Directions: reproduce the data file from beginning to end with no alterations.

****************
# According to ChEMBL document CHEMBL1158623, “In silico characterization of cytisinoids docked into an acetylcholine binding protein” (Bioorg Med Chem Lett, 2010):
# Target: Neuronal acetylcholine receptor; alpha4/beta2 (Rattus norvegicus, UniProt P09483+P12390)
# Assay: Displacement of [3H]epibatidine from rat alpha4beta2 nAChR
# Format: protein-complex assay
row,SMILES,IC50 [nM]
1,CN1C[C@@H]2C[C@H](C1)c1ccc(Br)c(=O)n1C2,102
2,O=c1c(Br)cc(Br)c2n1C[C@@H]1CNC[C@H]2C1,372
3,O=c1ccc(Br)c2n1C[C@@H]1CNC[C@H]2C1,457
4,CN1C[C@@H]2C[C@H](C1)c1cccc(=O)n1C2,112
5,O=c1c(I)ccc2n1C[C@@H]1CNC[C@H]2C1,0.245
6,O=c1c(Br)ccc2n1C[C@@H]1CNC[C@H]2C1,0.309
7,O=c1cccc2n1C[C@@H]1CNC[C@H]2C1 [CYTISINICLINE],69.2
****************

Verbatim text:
# According to ChEMBL document CHEMBL1158623, “In silico characterization of cytisinoids docked into an acetylcholine binding protein” (Bioorg Med Chem Lett, 2010):
# Target: Neuronal acetylcholine receptor; alpha4/beta2 (Rattus norvegicus, UniProt P09483+P12390)
# Assay: Displacement of [3H]epibatidine from rat alpha4beta2 nAChR
# Format: protein-complex assay
row,SMILES,IC50 [nM]
1,CN1C[C@@H]2C[C@H](C1)c1ccc(Br)c(=O)n1C2,102
2,O=c1c(Br)cc(Br)c2n1C[C@@H]1CNC[C@H]2C1,372
3,O=c1ccc(Br)c2n1C[C@@H]1CNC[C@H]2C1,457
4,CN1C[C@@H]2C[C@H](C1)c1cccc(=O)n1C2,112
5,O=c1c(I)ccc2n1C[C@@H]1CNC[C@H]2C1,0.245
6,O=c1c(Br)ccc2n1C[C@@H]1CNC[C@H]2C1,0.309
7,O=c1cccc2n1C[C@@H]1CNC[C@H]2C1 [CYTISINICLINE],69.2